Photos: Check Out A Village In Papua New Guinea Where Dead Relatives Are Smoked With Their Fat Used As Cooking Oil

    From the cliffs of a village in Papua New Guinea’s Morobe
    highlands, charred corpses leer at passers-by. Their flesh is stained red, and
    they seem to be imprisoned within cages of bamboo, as if to keep them from
    leaping down and devouring any explorer who strays too close.
    But this macabre practise is not (only) a way to scare away
    strangers. For the Anga people in these remote parts of the country, it is the
    highest honour they can bestow on their dead.
    Dead men, women and children are effectively smoke cured, in
    much the same way as a kipper, Dailymail reports.
    Continue below…

    First, experienced embalmers make cuts in the feet, knees
    and elbows of the cadavers, to allow body fat to drain away, before jabbing
    bamboo poles into their guts and collecting the drippings.
    These are smeared onto the skin and hair of surviving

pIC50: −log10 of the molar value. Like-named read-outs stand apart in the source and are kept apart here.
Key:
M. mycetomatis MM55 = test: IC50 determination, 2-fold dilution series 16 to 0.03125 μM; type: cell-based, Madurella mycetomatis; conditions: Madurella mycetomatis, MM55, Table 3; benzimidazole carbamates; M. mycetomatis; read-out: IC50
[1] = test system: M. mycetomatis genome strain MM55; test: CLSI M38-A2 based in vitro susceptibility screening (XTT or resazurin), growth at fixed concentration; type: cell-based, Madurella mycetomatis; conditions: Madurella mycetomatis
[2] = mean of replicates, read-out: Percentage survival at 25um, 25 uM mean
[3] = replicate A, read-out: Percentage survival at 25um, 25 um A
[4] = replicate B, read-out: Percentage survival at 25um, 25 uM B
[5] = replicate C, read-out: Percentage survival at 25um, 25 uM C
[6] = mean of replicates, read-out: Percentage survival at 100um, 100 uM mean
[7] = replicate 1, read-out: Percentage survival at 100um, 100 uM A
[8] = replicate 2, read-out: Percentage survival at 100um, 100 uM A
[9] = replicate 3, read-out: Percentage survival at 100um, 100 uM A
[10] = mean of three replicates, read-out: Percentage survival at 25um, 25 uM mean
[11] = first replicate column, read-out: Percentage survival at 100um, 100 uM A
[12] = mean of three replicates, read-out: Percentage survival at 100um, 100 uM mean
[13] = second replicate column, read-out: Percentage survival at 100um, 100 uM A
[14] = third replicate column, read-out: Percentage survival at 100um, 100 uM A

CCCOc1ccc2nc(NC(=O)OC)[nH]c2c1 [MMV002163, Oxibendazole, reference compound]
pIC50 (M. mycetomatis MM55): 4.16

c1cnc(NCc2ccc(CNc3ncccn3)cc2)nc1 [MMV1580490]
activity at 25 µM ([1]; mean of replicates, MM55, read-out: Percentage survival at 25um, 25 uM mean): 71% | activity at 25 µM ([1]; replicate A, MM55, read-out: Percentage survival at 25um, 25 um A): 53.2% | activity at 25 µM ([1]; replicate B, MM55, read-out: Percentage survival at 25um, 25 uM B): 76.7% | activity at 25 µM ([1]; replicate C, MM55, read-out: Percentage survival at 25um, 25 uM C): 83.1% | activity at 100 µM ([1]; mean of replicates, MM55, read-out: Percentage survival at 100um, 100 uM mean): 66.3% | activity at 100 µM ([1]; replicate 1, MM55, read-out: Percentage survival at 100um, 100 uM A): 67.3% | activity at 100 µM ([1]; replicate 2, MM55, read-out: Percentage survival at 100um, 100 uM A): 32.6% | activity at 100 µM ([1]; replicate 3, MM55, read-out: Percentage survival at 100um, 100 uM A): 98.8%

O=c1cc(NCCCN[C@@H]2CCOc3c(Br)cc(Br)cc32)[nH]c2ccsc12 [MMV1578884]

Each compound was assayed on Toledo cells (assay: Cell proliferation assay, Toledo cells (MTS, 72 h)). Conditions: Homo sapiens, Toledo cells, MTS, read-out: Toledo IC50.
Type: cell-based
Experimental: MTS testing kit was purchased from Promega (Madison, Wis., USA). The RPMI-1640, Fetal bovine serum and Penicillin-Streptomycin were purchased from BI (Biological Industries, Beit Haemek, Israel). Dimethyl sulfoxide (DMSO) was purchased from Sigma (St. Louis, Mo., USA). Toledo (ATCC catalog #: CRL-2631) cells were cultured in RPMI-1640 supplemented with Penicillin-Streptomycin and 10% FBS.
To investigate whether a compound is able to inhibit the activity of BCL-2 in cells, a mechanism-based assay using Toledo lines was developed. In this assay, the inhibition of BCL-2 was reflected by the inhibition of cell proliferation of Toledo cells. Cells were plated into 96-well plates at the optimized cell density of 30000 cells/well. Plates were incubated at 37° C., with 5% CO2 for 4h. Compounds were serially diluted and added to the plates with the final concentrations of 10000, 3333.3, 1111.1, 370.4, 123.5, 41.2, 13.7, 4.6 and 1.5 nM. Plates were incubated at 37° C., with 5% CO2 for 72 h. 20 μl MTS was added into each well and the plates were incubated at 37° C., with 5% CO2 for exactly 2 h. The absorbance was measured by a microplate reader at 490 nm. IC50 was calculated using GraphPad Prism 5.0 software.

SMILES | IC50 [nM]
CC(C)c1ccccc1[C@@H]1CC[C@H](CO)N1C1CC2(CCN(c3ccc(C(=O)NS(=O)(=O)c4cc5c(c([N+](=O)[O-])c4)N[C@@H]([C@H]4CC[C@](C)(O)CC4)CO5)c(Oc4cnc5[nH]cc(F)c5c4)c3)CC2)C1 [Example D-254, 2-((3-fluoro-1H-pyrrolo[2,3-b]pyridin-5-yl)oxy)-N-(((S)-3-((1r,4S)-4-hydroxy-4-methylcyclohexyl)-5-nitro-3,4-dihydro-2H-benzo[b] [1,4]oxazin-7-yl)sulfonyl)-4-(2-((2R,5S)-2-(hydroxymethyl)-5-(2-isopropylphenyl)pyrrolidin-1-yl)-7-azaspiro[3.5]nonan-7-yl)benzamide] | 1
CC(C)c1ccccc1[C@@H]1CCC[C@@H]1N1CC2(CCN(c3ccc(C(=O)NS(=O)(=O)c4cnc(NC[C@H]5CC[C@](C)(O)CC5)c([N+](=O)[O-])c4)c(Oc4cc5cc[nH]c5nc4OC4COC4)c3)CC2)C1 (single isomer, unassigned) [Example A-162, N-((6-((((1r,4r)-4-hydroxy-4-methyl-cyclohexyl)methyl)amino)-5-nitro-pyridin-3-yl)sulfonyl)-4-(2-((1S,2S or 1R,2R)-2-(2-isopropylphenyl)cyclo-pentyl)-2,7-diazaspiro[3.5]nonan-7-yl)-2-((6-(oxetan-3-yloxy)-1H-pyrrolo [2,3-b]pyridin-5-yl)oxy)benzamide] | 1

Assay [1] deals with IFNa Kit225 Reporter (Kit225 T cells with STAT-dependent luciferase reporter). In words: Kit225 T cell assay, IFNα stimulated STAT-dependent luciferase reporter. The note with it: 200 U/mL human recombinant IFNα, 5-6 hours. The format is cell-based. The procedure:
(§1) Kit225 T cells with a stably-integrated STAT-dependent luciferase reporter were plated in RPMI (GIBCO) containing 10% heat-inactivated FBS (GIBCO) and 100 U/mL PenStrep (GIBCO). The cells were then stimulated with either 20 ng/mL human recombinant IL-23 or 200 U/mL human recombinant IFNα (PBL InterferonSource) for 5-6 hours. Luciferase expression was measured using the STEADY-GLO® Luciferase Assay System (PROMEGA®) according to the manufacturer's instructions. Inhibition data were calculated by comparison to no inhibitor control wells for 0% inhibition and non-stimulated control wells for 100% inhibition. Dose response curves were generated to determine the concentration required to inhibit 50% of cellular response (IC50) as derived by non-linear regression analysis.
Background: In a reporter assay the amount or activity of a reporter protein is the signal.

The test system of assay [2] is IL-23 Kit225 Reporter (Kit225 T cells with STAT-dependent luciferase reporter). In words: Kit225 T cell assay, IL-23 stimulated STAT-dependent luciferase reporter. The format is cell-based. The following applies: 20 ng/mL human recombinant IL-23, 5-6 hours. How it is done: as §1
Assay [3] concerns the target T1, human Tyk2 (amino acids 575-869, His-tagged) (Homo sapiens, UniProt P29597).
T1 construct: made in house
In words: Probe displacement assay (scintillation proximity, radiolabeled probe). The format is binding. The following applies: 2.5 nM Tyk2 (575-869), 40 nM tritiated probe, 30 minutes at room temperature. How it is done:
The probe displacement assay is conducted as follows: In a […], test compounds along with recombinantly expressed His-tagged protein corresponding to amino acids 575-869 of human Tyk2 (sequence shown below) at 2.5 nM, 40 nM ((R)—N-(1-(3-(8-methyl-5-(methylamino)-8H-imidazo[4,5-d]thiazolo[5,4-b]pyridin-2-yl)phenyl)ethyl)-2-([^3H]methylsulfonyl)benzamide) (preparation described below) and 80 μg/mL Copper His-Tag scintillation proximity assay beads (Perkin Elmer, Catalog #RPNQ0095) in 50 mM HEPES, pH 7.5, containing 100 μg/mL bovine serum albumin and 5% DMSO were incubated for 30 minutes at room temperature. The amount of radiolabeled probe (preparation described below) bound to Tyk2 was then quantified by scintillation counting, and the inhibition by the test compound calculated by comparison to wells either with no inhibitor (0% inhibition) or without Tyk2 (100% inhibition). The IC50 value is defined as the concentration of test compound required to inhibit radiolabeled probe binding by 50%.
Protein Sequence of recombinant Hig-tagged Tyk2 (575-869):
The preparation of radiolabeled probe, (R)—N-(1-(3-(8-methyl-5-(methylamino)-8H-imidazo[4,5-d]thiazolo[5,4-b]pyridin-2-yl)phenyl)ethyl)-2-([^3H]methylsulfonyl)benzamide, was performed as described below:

relatives in a ritual believed to transfer the strength of the dead into the
    living. Any leftovers are used as cooking oil, for the same reason.
    They then sew shut the eyes, mouth and anus of the body
    they’re working on, to reduce the air intake in an attempt to prevent flesh
    from rotting.

    The soles of the feet, palms of the hands and tongue are
    sliced off and presented to the surviving spouse and then what’s left of the
    body is smoke cured over a fire pit, before being coated in clay and ochre to
    deter scavengers.
    The cliffs of the Morobe highlands are littered with these
    corpses, some dating back 200 years of more.
    They are sometimes brought down for special events and
    celebrations, and returned soon after.

    These watchers are believed to be the guardians of the
    village. The most-respected warriors are placed on special lookout points on
    the cliffs, watching out for invaders.
    The practise is frowned upon by the Catholic church and has
    been banned since 1975, when PNG gained its independence.
    But in remote parts, where even today few missionaries dare
    to tread, a few tribes still prefer to mummify their dead – perhaps to keep the
    priests away.

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